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RUFFIN v. BROTHERHOOD OF RY. & S.S. CLERKS

June 23, 1970

Moses Ruffin, Plaintiff
v.
Brotherhood Of Railway And Steamship Clerks, Freight Handlers And Station Employees, PRR System Board, Defendant


Higginbotham, D. J.


The opinion of the court was delivered by: HIGGINBOTHAM

I.

 After twenty years this railway labor dispute has truly come to the end of the line. For reasons to be elaborated below I shall grant defendant's amended motion to dismiss.

 On May 18, 1967, plaintiff filed a class action on behalf of some six hundred tallymen (freight handlers and checkers), seeking a mandatory injunction to compel the defendant union to create a Special Adjustment Board pursuant to the Railway Labor Act 45 U.S.C.A. § 153 Second (Supp. 1969). It was plaintiffs' intention to present to the Board wage claims arising from a contract allegedly entered into by the then Pennsylvania Railroad and the defendant union in April of 1950.

 The defendant moved to dismiss plaintiffs' suit or in the alternative to stay the action pending disposition of a related action, Gainey v. Brotherhood of Railway and Steamship Clerks, etc., and the Pennsylvania Railroad 275 F. Supp. 292 (E.D. Pa.). Briefs were filed and argument was held on May 29, 1967. Thereafter, on June 19, 1967, I issued an Order staying the disposition of the issues raised in the instant case pending the resolution of the so-called third Gainey case.

 Chief Judge Sheridan issued his opinion in Gainey on September 5, 1967. See 275 F. Supp. 292. On February 6, 1969, the defendant Brotherhood filed an amended motion to dismiss, but argument was only held on April 28th of this year. The delay was in part occasioned by an application for Writ of Certiorari to the United States Supreme Court in Gainey which was denied. See 394 U.S. 998, 89 S. Ct. 1590, 22 L. Ed. 2d 775 (1969). Then I was urged by plaintiffs to await decision of Antonioli v. Lehigh Coal and Navigation Company, 47 F.R.D. 198 (E.D. Pa., 1969), a case having "the same issue which is before you in the subject action." (See docket entries 16-25.)

 II.

 Why Plaintiffs' Action Must Be Dismissed

 By their Complaint, plaintiffs could hope to survive a motion to dismiss by prevailing at any one of several stops along the road to a plaintiffs' verdict. But all such stops have long been foreclosed.

 A. The Alleged Contract of April 18, 1950

 At the very heart of plaintiffs' complaint, paragraph 6 alleges:

 
"On April 18, 1950, the Pennsylvania Railroad offered and the defendant union accepted a new contract as to wages for tallymen. The terms of the agreement were that tallymen in the Eastern Region of the Pennsylvania Railroad would receive the same wages as tallymen were then earning in the Central Region of the carrier."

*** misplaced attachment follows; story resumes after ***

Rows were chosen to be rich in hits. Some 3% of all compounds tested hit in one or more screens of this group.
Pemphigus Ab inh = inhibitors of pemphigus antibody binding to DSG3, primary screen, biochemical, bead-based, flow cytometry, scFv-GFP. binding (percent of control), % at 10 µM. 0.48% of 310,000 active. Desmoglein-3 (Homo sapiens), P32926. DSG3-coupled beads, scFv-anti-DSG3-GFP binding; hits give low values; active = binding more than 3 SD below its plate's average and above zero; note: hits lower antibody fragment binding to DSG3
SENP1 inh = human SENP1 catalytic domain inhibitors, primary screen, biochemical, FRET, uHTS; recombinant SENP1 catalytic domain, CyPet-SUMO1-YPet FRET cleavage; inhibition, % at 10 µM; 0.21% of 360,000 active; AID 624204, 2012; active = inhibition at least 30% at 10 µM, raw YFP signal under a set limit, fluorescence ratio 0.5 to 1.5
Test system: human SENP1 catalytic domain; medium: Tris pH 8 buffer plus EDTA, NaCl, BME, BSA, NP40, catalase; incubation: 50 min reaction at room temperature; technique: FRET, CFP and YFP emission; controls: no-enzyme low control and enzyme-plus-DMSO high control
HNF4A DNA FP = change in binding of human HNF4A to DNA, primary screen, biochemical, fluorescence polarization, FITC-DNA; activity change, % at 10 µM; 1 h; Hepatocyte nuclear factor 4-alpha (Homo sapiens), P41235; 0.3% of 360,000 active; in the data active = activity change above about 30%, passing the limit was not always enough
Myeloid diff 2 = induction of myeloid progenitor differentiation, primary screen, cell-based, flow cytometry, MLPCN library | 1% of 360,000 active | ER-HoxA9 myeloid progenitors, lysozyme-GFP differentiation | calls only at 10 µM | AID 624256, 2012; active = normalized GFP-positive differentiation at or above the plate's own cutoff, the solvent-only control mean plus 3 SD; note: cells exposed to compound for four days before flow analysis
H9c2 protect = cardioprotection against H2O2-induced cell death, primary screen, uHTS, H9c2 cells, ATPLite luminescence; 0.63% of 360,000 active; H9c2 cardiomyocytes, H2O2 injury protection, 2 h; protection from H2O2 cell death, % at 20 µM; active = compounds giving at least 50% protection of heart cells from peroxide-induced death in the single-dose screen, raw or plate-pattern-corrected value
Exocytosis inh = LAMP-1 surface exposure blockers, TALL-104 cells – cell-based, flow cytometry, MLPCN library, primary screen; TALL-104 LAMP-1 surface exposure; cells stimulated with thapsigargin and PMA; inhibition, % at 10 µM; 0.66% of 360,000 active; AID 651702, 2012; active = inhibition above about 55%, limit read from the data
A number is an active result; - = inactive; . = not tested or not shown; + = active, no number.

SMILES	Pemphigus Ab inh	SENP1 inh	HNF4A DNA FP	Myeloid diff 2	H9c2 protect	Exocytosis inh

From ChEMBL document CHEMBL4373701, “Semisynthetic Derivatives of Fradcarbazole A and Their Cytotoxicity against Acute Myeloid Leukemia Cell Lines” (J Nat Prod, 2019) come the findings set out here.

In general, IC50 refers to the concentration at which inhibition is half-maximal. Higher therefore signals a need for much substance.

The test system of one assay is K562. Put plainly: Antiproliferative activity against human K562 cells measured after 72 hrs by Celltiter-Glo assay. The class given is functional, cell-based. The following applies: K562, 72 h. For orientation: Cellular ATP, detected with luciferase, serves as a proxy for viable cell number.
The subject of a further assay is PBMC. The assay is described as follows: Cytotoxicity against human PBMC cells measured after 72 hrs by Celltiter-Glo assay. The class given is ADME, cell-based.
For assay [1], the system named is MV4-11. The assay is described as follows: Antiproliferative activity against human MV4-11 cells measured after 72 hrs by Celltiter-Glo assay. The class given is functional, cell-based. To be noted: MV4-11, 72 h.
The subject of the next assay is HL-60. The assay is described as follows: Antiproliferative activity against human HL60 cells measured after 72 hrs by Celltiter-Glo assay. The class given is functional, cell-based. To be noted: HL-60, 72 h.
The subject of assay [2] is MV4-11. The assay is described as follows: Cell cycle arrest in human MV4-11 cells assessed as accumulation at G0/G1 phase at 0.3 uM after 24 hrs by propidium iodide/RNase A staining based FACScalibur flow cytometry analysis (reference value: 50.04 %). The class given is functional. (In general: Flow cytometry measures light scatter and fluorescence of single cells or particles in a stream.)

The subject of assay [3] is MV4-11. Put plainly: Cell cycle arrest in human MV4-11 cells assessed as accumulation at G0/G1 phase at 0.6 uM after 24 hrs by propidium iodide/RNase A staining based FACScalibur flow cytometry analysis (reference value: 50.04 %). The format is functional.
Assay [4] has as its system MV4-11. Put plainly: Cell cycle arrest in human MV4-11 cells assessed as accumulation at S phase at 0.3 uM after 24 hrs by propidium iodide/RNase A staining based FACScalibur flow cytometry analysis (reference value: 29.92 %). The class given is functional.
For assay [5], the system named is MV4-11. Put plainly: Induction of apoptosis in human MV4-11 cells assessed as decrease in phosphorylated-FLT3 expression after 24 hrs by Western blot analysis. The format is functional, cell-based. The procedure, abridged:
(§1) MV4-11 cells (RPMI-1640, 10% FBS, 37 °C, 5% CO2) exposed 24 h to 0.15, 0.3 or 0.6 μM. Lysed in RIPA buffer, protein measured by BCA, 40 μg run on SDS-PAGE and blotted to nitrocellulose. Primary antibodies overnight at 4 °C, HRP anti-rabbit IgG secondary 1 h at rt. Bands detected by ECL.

Subsequent paragraphs of the complaint spell out the alleged consideration for the new wage agreement, the alleged refusal by the carrier to put the new contract into effect, and the alleged refusal of the union to do its duty under the Railway Labor Act, i.e., to take action to enforce the contract. Thereafter, the Complaint continues, the aggrieved tallymen made several attempts to secure the rewards of the alleged contract. Plaintiffs first instituted the three Gainey law suits. And now by the instant suit they seek to compel the defendant union to establish a Special Adjustment Board under 45 U.S.C.A., § 153 Second, there to resolve "what plaintiff believes to be a wage claim on his behalf and all of some 600 tallymen in the class for which he now sues . . . The carrier owes to each and every tallymen on the Eastern Region the difference in the wages he has received since April 18, 1950 and the wages he would have earned had the carrier lived up to the negotiated agreement with the union." (Paragraph 20 of Complaint.)

 If persistence could make a contract then plaintiffs would long ago have prevailed, for this is no less than the fourth law suit in which they have sought to establish the existence of a wage contract circa April 1950 between the Pennsylvania Railroad and the defendant union.

 In 1959, in the first Gainey case, Gainey v. Brotherhood of Railway and Steamship Clerks, etc., 177 F. Supp. 421 (E.D. Pa. 1959), District Judge, now Chief Judge Lord ruled that the letter said to establish the contract *fn1" "reveals itself as a mere offer or, possibly, a counter offer." (at p. 428), Chief Judge Lord further stated:

 
"The final sentence of the letter, which clearly asks whether the offer is acceptable, is deemed controlling as to the absence of prior agreement, i.e., 'Will you please advise if you concur.'"
 
"It seems patent that the requirements for the formation of an informal bilateral contract were not met by the showing made on the complaint and exhibit, and it is so ruled.
 
" . . . The letter is found to fit the definition of an offer -- a manifestation of intent." (at p. 429.)

 Looking at the contract claim on appeal, Circuit Court Judge Goodrich, in affirming the District Court's ...


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